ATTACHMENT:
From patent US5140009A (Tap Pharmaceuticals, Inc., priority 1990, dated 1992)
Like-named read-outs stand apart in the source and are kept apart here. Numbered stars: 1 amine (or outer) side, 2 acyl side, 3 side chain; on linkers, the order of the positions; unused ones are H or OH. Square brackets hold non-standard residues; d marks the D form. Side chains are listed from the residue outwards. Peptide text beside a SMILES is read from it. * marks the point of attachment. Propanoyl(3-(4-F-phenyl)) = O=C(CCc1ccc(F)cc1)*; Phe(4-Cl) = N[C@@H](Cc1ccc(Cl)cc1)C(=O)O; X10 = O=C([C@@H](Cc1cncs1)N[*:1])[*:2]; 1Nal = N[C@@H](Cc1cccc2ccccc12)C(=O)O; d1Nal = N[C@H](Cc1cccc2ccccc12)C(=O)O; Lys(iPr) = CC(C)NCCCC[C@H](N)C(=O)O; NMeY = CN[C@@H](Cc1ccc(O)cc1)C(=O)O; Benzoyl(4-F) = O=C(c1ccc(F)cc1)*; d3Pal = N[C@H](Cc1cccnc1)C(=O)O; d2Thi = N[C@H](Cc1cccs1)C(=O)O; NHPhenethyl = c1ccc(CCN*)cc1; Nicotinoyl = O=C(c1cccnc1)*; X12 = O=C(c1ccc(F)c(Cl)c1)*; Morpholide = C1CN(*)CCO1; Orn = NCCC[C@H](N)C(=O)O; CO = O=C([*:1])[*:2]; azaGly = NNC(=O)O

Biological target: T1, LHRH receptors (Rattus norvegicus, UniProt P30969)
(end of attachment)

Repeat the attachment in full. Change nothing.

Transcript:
From patent US5140009A (Tap Pharmaceuticals, Inc., priority 1990, dated 1992)
Like-named read-outs stand apart in the source and are kept apart here. Numbered stars: 1 amine (or outer) side, 2 acyl side, 3 side chain; on linkers, the order of the positions; unused ones are H or OH. Square brackets hold non-standard residues; d marks the D form. Side chains are listed from the residue outwards. Peptide text beside a SMILES is read from it. * marks the point of attachment. Propanoyl(3-(4-F-phenyl)) = O=C(CCc1ccc(F)cc1)*; Phe(4-Cl) = N[C@@H](Cc1ccc(Cl)cc1)C(=O)O; X10 = O=C([C@@H](Cc1cncs1)N[*:1])[*:2]; 1Nal = N[C@@H](Cc1cccc2ccccc12)C(=O)O; d1Nal = N[C@H](Cc1cccc2ccccc12)C(=O)O; Lys(iPr) = CC(C)NCCCC[C@H](N)C(=O)O; NMeY = CN[C@@H](Cc1ccc(O)cc1)C(=O)O; Benzoyl(4-F) = O=C(c1ccc(F)cc1)*; d3Pal = N[C@H](Cc1cccnc1)C(=O)O; d2Thi = N[C@H](Cc1cccs1)C(=O)O; NHPhenethyl = c1ccc(CCN*)cc1; Nicotinoyl = O=C(c1cccnc1)*; X12 = O=C(c1ccc(F)c(Cl)c1)*; Morpholide = C1CN(*)CCO1; Orn = NCCC[C@H](N)C(=O)O; CO = O=C([*:1])[*:2]; azaGly = NNC(=O)O

Biological target: T1, LHRH receptors (Rattus norvegicus, UniProt P30969)